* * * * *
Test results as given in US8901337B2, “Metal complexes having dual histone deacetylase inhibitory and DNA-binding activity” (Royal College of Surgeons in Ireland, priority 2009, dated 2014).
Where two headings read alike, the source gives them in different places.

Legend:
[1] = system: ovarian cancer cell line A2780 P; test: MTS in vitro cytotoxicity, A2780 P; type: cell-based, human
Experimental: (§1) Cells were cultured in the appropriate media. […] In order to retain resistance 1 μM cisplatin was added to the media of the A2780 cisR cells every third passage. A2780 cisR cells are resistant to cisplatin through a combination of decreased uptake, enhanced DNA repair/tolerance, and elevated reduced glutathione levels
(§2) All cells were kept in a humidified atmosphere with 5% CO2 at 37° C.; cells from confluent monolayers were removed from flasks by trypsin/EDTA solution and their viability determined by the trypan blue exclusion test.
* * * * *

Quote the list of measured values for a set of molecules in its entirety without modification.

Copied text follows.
Test results as given in US8901337B2, “Metal complexes having dual histone deacetylase inhibitory and DNA-binding activity” (Royal College of Surgeons in Ireland, priority 2009, dated 2014).
Where two headings read alike, the source gives them in different places.

Legend:
[1] = system: ovarian cancer cell line A2780 P; test: MTS in vitro cytotoxicity, A2780 P; type: cell-based, human
Experimental: (§1) Cells were cultured in the appropriate media. […] In order to retain resistance 1 μM cisplatin was added to the media of the A2780 cisR cells every third passage. A2780 cisR cells are resistant to cisplatin through a combination of decreased uptake, enhanced DNA repair/tolerance, and elevated reduced glutathione levels
(§2) All cells were kept in a humidified atmosphere with 5% CO2 at 37° C.; cells from confluent monolayers were removed from flasks by trypsin/EDTA solution and their viability determined by the trypan blue exclusion test.